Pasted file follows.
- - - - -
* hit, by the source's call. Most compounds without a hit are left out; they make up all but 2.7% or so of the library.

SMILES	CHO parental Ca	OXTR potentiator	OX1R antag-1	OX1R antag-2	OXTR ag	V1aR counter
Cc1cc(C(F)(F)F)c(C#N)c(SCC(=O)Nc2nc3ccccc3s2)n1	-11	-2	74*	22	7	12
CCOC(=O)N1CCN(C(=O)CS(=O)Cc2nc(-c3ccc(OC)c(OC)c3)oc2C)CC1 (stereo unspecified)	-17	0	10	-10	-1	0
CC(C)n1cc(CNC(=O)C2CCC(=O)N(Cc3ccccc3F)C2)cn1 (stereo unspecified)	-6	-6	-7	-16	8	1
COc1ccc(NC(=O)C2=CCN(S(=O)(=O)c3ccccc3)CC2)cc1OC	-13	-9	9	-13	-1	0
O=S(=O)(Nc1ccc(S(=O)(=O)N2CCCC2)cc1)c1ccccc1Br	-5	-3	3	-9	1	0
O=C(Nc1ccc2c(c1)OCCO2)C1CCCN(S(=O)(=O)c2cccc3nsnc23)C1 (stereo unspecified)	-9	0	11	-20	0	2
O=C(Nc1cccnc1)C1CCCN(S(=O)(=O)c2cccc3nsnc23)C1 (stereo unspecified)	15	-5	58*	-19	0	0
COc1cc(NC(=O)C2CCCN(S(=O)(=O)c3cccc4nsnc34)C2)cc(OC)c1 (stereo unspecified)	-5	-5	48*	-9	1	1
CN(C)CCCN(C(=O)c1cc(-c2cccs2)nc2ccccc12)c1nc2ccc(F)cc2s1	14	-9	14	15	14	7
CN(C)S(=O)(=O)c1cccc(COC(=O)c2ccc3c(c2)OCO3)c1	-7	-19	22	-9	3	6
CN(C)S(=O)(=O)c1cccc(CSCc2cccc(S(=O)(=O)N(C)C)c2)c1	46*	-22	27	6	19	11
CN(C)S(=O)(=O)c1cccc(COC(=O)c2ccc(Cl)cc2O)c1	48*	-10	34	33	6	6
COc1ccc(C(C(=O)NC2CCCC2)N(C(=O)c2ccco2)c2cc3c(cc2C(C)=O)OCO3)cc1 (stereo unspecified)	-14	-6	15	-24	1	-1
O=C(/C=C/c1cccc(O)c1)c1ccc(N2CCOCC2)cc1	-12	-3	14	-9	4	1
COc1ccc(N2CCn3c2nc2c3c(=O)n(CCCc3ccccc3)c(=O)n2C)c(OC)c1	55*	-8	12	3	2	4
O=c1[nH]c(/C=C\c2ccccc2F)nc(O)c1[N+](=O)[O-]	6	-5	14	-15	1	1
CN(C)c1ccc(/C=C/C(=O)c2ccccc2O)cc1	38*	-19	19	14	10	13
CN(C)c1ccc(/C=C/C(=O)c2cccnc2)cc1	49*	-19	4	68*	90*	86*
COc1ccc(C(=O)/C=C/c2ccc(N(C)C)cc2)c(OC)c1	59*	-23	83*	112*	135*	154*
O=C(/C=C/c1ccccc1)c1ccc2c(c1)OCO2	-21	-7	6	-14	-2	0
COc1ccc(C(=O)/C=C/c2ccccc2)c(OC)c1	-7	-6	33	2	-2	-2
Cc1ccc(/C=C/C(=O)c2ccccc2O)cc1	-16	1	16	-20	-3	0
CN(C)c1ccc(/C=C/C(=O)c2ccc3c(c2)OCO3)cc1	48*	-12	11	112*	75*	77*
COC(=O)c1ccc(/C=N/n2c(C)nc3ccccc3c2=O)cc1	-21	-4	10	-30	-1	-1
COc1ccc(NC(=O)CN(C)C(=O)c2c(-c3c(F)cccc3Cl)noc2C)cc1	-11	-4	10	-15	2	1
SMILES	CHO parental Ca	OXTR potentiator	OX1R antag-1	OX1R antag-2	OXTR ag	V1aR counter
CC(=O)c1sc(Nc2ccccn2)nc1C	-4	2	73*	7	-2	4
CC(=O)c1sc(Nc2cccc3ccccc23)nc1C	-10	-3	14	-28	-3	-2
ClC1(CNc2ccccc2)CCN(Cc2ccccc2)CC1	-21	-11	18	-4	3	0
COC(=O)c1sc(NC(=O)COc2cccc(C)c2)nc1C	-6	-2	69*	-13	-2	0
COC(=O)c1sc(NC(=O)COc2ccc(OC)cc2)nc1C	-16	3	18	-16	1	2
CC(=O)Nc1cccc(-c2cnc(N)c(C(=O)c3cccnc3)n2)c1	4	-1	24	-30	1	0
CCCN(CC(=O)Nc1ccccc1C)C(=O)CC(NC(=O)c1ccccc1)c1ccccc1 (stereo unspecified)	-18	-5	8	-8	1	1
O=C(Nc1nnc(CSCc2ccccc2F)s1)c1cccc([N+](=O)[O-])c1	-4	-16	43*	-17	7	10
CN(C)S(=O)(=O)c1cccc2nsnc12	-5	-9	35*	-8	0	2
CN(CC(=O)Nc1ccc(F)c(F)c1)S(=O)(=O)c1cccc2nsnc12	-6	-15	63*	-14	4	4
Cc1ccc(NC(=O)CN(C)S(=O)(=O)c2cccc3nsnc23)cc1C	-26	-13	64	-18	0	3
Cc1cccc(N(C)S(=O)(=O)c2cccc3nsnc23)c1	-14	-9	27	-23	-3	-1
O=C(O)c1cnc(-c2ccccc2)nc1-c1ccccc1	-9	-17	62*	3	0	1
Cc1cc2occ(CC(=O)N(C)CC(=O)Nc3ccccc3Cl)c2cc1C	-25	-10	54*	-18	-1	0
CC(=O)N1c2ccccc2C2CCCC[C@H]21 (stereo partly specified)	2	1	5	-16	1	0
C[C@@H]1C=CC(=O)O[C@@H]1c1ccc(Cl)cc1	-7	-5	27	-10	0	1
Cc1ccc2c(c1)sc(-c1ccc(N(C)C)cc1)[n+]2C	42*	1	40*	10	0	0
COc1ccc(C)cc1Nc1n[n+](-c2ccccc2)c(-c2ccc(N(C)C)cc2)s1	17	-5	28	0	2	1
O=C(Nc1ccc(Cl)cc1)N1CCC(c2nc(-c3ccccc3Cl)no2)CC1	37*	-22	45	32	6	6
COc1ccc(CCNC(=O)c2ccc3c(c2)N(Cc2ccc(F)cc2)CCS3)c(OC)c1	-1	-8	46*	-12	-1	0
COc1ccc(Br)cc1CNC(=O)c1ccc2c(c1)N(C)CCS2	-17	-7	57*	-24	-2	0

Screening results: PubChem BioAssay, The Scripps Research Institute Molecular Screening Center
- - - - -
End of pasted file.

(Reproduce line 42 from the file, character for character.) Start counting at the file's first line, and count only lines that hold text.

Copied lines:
Cc1cc2occ(CC(=O)N(C)CC(=O)Nc3ccccc3Cl)c2cc1C	-25	-10	54*	-18	-1	0